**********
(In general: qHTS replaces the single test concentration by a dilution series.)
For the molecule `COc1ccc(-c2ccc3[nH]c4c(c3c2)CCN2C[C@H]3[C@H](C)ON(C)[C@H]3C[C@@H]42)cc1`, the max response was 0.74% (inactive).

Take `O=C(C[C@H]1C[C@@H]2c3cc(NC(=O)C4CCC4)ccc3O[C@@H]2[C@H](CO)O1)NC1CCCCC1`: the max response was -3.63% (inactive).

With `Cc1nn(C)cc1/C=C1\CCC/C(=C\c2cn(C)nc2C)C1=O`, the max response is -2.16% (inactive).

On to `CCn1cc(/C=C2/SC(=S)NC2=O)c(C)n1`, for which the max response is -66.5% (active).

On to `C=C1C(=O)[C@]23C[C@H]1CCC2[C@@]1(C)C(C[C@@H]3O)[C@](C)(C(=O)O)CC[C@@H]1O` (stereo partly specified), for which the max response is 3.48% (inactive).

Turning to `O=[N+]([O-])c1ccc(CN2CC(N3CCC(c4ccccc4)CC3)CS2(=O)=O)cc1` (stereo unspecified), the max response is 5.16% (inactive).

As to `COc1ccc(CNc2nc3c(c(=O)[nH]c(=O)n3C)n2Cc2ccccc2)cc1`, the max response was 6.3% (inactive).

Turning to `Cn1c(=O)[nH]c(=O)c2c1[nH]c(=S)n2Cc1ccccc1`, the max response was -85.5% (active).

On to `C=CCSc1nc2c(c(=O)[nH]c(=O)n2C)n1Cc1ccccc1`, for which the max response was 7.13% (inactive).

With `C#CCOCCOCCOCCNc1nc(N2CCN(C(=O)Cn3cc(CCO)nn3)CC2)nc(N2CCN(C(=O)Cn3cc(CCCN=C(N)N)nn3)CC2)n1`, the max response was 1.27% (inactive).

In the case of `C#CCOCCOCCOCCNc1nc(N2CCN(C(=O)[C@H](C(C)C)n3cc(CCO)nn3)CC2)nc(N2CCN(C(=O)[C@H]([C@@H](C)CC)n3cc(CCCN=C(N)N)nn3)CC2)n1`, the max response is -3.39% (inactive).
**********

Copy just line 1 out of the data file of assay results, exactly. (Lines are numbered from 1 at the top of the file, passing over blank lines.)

(In general: qHTS replaces the single test concentration by a dilution series.)